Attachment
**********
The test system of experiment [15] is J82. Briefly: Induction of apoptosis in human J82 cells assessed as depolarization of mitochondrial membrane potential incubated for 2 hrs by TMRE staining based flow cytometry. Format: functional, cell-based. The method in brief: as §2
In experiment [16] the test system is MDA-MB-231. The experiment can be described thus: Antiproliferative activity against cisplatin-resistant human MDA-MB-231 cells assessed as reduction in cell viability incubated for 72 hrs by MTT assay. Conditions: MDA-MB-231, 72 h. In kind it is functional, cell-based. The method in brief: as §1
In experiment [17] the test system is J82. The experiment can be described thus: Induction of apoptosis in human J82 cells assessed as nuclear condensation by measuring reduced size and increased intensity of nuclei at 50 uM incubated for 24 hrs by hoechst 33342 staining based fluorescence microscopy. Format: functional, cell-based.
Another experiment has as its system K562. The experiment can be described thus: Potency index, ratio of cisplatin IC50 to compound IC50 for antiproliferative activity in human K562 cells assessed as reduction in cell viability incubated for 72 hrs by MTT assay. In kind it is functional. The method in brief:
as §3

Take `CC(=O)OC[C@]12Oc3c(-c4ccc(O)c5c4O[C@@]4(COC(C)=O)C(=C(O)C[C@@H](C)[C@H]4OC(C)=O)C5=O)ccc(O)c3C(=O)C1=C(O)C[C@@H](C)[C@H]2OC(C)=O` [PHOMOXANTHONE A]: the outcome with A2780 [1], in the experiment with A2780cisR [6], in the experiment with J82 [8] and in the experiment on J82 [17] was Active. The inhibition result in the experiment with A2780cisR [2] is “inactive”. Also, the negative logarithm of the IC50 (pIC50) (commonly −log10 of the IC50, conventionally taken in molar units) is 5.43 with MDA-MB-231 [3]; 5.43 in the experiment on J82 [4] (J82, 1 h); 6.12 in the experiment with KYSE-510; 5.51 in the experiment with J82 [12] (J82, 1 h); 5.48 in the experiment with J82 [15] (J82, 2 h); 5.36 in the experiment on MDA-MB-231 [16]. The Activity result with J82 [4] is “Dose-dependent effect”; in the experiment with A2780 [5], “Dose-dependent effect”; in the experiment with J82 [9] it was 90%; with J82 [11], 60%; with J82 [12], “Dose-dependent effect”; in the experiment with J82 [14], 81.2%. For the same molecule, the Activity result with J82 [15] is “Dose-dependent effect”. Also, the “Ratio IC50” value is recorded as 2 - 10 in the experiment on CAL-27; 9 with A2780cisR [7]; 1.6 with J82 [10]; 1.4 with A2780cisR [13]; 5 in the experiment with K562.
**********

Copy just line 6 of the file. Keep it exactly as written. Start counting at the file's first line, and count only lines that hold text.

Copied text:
Take `CC(=O)OC[C@]12Oc3c(-c4ccc(O)c5c4O[C@@]4(COC(C)=O)C(=C(O)C[C@@H](C)[C@H]4OC(C)=O)C5=O)ccc(O)c3C(=O)C1=C(O)C[C@@H](C)[C@H]2OC(C)=O` [PHOMOXANTHONE A]: the outcome with A2780 [1], in the experiment with A2780cisR [6], in the experiment with J82 [8] and in the experiment on J82 [17] was Active. The inhibition result in the experiment with A2780cisR [2] is “inactive”. Also, the negative logarithm of the IC50 (pIC50) (commonly −log10 of the IC50, conventionally taken in molar units) is 5.43 with MDA-MB-231 [3]; 5.43 in the experiment on J82 [4] (J82, 1 h); 6.12 in the experiment with KYSE-510; 5.51 in the experiment with J82 [12] (J82, 1 h); 5.48 in the experiment with J82 [15] (J82, 2 h); 5.36 in the experiment on MDA-MB-231 [16]. The Activity result with J82 [4] is “Dose-dependent effect”; in the experiment with A2780 [5], “Dose-dependent effect”; in the experiment with J82 [9] it was 90%; with J82 [11], 60%; with J82 [12], “Dose-dependent effect”; in the experiment with J82 [14], 81.2%. For the same molecule, the Activity result with J82 [15] is “Dose-dependent effect”. Also, the “Ratio IC50” value is recorded as 2 - 10 in the experiment on CAL-27; 9 with A2780cisR [7]; 1.6 with J82 [10]; 1.4 with A2780cisR [13]; 5 in the experiment with K562.